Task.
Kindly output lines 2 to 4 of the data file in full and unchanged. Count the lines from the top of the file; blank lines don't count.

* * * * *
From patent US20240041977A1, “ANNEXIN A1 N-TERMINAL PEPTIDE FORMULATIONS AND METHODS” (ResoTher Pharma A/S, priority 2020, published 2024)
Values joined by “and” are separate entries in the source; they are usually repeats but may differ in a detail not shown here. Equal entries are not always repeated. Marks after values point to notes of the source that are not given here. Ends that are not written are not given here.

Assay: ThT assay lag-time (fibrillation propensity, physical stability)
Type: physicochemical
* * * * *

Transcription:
Values joined by “and” are separate entries in the source; they are usually repeats but may differ in a detail not shown here. Equal entries are not always repeated. Marks after values point to notes of the source that are not given here. Ends that are not written are not given here.

Assay: ThT assay lag-time (fibrillation propensity, physical stability)
Type: physicochemical